The John and Ann Niederhauser Endowment (JANE) was established by Dr. and Mrs. John Niederhauser in 1990 to promote international cooperation in research/management of plant diseases.
John and Ann
Dr. John S. Niederhauser received the 1990 World Food Prize in recognition of his work with national programs that dramatically increased potato production in many Third World countries. This prize was founded in 1986 by Dr. Norman Borlaug, the 1970 Nobel Peace Prize winner and today is awarded annually by the World Food Prize Foundation in Iowa. It is given to an individual whose work has made a difference toward alleviating world hunger and malnutrition. Dr. and Mrs. Niederhauser donated $100,000 to establish the John and Ann Niederhauser Endowment within the APS Foundation. An annual competition is held for research proposals to support international cooperation in agricultural research with priority given to potato late blight, and funding has been made in amounts ranging up to $10,000.
In 1999, Dr. John and Ann Niederhauser designated that a portion of the earnings from JANE be used for a cash prize to accompany the International Service Award. The prize will be $2,000 to the award recipient and $1,000 to an international program recommended by the recipient. The International Service Award was established by APS Council in 1998 to recognize outstanding contributions to plant pathology by APS members for a country other than his or her own. Contributions may be through collaborative projects, sabbaticals, short- or long-term assignments with educational or government agencies, or effective coordination of education programs. Nominations for this award are sought annually by APS Council and the guidelines are available online.The recipient of this award is selected by the APS Awards and Honors Committee. The first award was given at the 2000 APS Annual Meeting.
Dr. Niederhauser was born on September 27, 1916, in Seattle, WA. He received his B.S. and Ph.D. degrees in plant pathology at Cornell University in 1939 and 1943, respectively. Dr. Herbert H. Whetzel served as his major advisor. After holding various positions, including at Cornell and with the USDA, he joined the International Agricultural Programs of the Rockefeller Foundation in Mexico in 1947, where he resided until 1980. He was a cofounder of the International Potato Center (CIP) in 1971 in Lima, Peru, and worked with CIP from 1972 until 1980, while maintaining his residence in Mexico. During his many years as a researcher and teacher, Dr. Niederhauser traveled extensively throughout the world. He also served as a consultant on a number of international organizations. Additionally, he was an adjunct professor of plant pathology at the University of Arizona. He passed away on August 12, 2005.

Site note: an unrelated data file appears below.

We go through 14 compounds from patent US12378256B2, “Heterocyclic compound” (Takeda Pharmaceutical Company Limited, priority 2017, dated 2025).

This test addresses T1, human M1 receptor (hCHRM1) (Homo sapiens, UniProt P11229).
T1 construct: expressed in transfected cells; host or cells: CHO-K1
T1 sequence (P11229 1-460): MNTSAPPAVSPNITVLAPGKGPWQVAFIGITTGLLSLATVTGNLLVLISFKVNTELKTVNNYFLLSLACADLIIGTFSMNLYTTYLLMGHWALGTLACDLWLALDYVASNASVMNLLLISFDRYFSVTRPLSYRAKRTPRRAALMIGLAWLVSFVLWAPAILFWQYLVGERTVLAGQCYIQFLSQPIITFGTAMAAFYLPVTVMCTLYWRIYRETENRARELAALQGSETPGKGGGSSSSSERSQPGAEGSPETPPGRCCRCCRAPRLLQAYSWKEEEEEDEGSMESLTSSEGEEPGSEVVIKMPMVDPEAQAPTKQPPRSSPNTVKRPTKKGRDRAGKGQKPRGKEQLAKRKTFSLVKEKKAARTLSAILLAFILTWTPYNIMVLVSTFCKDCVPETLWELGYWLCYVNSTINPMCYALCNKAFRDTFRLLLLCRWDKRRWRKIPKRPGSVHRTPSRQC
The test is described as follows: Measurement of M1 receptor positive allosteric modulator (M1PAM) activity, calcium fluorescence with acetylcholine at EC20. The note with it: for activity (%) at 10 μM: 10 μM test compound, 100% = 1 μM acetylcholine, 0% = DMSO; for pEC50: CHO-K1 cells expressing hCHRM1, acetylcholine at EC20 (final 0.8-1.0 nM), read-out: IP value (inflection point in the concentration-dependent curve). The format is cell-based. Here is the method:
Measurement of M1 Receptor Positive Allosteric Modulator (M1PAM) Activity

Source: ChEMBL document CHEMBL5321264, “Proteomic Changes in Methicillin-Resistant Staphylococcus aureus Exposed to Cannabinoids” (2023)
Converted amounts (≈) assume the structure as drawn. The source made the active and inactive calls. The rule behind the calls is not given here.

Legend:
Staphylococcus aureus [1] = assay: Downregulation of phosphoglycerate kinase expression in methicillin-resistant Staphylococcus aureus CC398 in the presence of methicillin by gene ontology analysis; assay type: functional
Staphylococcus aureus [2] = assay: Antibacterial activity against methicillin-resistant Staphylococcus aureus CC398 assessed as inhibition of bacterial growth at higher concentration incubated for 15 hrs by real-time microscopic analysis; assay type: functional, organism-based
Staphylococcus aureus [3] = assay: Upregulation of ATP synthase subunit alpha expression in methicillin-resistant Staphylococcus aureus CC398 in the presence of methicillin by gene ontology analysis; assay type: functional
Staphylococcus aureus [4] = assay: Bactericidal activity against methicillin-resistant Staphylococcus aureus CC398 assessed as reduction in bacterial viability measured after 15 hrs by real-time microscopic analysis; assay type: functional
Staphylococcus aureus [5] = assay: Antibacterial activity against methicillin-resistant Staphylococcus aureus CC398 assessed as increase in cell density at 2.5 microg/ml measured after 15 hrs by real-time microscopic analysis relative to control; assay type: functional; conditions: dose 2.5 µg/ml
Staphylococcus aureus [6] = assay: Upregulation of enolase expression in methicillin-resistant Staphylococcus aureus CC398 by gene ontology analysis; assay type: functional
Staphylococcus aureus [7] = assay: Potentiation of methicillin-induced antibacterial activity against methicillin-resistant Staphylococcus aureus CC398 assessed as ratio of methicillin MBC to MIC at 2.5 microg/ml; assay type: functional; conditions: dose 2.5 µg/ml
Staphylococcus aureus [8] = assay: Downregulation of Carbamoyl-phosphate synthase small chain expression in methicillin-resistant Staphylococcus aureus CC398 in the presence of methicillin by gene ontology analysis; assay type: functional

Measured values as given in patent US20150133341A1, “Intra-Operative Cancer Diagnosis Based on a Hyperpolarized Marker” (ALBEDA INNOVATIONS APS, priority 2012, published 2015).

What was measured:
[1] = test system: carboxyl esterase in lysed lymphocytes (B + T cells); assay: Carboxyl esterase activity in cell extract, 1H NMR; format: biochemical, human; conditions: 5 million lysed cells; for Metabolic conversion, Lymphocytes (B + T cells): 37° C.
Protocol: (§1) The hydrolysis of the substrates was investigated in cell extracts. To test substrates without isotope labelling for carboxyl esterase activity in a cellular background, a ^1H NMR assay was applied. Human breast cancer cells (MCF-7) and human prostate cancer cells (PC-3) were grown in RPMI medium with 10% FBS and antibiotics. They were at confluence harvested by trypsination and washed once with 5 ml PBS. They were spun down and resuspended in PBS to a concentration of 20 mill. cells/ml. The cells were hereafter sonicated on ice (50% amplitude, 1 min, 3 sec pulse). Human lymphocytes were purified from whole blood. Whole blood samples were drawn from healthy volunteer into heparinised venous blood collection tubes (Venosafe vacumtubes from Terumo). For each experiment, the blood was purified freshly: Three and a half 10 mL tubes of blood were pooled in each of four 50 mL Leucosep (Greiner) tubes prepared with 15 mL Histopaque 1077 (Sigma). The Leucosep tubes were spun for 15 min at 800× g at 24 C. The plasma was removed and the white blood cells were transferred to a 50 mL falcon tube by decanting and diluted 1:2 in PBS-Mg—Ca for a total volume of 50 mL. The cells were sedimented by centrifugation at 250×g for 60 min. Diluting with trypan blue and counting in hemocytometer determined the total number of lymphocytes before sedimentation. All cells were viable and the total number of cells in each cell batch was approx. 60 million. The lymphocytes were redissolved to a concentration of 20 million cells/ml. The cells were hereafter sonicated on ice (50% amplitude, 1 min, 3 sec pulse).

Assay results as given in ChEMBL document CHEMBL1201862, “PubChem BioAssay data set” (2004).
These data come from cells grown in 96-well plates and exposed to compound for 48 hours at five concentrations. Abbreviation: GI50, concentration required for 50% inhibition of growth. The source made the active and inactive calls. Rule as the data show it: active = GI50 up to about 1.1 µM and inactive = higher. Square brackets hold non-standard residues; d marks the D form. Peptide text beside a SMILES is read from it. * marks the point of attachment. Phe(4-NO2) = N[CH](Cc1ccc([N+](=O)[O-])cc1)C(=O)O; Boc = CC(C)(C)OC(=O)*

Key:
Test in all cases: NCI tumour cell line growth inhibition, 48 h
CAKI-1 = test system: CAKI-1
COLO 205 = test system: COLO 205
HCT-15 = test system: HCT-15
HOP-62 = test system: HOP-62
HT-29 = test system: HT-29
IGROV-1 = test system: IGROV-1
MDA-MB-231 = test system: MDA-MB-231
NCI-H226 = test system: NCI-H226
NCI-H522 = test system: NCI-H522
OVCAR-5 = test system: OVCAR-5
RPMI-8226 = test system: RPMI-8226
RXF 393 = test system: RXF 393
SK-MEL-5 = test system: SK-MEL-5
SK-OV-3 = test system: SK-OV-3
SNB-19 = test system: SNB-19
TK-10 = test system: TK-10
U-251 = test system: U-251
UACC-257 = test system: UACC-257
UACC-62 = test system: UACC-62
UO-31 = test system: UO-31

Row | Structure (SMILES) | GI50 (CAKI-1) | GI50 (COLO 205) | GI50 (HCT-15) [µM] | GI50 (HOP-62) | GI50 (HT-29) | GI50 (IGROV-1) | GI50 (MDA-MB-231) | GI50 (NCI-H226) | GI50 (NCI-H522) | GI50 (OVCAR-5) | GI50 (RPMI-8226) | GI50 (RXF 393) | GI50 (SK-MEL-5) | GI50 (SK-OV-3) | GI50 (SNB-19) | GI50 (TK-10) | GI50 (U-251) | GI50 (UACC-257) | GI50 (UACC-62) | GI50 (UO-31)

Dr. Niederhauser attributed much of his success as a scientist to his wife, Ann Faber Niederhauser. When he received the World Food Prize on October 17, 1990, at the Smithsonian Institution in Washington, DC, an excerpt from his comments included these about Ann: “...And I wish to call your attention at this time to one very special person who has been a constant source of support and encouragement during my career. Not only has she traveled with me all over the world and shared the satisfaction of cooperating with our colleagues in so many countries, but she has created the home and family that have made my life so wonderful. Those of you who know her are aware of how vital she has been to whatever might have been accomplished.” The Niederhausers have seven children and twelve grandchildren. Following a lengthy illness, Mrs. Niederhauser passed away on March 1, 2000. Donations in her memory have been directed to JANE. Together, John and Ann have devoted their lives, in an effort to provide more food for the world, while preserving the quality of the environment. An excellent review of “International cooperation in potato research and development” was authored by Dr. Niederhauser and appears in the Annual Review of Phytopathology (1993, 31:1-21).